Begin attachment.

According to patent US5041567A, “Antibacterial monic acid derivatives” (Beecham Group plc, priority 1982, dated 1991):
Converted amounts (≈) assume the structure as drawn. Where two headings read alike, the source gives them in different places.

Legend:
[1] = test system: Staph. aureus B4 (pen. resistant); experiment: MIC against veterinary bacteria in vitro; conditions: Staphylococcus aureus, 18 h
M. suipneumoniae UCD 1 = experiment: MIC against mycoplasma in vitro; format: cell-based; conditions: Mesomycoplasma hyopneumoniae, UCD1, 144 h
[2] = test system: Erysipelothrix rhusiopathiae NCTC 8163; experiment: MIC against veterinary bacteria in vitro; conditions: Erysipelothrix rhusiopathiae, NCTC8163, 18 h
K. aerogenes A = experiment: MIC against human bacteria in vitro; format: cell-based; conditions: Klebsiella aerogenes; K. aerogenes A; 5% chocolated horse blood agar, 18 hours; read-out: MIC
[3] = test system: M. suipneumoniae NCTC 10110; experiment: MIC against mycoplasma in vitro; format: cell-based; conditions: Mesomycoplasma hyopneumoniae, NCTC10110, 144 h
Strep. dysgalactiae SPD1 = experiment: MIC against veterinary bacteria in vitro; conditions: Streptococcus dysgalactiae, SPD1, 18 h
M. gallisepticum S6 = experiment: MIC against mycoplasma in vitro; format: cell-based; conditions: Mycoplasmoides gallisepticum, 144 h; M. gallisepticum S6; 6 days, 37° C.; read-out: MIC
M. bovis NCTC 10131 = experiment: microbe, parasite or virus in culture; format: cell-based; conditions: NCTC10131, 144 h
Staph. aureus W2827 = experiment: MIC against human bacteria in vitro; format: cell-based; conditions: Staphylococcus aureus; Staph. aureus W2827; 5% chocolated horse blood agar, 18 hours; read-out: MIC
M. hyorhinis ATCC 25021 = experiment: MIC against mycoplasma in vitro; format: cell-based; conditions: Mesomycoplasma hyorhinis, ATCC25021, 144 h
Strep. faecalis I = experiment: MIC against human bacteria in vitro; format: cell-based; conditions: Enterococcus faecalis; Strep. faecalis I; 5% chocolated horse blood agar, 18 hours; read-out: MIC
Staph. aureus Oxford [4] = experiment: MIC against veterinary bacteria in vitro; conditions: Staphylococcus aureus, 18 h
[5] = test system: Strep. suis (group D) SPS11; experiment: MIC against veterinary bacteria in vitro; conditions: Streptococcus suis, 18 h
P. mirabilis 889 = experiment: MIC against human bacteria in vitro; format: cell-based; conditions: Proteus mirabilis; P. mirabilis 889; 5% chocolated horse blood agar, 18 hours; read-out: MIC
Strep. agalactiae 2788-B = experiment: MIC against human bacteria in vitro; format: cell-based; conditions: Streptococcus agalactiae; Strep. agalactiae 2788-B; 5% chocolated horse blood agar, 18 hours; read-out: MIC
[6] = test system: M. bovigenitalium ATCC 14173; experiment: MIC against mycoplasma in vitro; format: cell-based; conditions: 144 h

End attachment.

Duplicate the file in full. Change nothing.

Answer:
According to patent US5041567A, “Antibacterial monic acid derivatives” (Beecham Group plc, priority 1982, dated 1991):
Converted amounts (≈) assume the structure as drawn. Where two headings read alike, the source gives them in different places.

Legend:
[1] = test system: Staph. aureus B4 (pen. resistant); experiment: MIC against veterinary bacteria in vitro; conditions: Staphylococcus aureus, 18 h
M. suipneumoniae UCD 1 = experiment: MIC against mycoplasma in vitro; format: cell-based; conditions: Mesomycoplasma hyopneumoniae, UCD1, 144 h
[2] = test system: Erysipelothrix rhusiopathiae NCTC 8163; experiment: MIC against veterinary bacteria in vitro; conditions: Erysipelothrix rhusiopathiae, NCTC8163, 18 h
K. aerogenes A = experiment: MIC against human bacteria in vitro; format: cell-based; conditions: Klebsiella aerogenes; K. aerogenes A; 5% chocolated horse blood agar, 18 hours; read-out: MIC
[3] = test system: M. suipneumoniae NCTC 10110; experiment: MIC against mycoplasma in vitro; format: cell-based; conditions: Mesomycoplasma hyopneumoniae, NCTC10110, 144 h
Strep. dysgalactiae SPD1 = experiment: MIC against veterinary bacteria in vitro; conditions: Streptococcus dysgalactiae, SPD1, 18 h
M. gallisepticum S6 = experiment: MIC against mycoplasma in vitro; format: cell-based; conditions: Mycoplasmoides gallisepticum, 144 h; M. gallisepticum S6; 6 days, 37° C.; read-out: MIC
M. bovis NCTC 10131 = experiment: microbe, parasite or virus in culture; format: cell-based; conditions: NCTC10131, 144 h
Staph. aureus W2827 = experiment: MIC against human bacteria in vitro; format: cell-based; conditions: Staphylococcus aureus; Staph. aureus W2827; 5% chocolated horse blood agar, 18 hours; read-out: MIC
M. hyorhinis ATCC 25021 = experiment: MIC against mycoplasma in vitro; format: cell-based; conditions: Mesomycoplasma hyorhinis, ATCC25021, 144 h
Strep. faecalis I = experiment: MIC against human bacteria in vitro; format: cell-based; conditions: Enterococcus faecalis; Strep. faecalis I; 5% chocolated horse blood agar, 18 hours; read-out: MIC
Staph. aureus Oxford [4] = experiment: MIC against veterinary bacteria in vitro; conditions: Staphylococcus aureus, 18 h
[5] = test system: Strep. suis (group D) SPS11; experiment: MIC against veterinary bacteria in vitro; conditions: Streptococcus suis, 18 h
P. mirabilis 889 = experiment: MIC against human bacteria in vitro; format: cell-based; conditions: Proteus mirabilis; P. mirabilis 889; 5% chocolated horse blood agar, 18 hours; read-out: MIC
Strep. agalactiae 2788-B = experiment: MIC against human bacteria in vitro; format: cell-based; conditions: Streptococcus agalactiae; Strep. agalactiae 2788-B; 5% chocolated horse blood agar, 18 hours; read-out: MIC
[6] = test system: M. bovigenitalium ATCC 14173; experiment: MIC against mycoplasma in vitro; format: cell-based; conditions: 144 h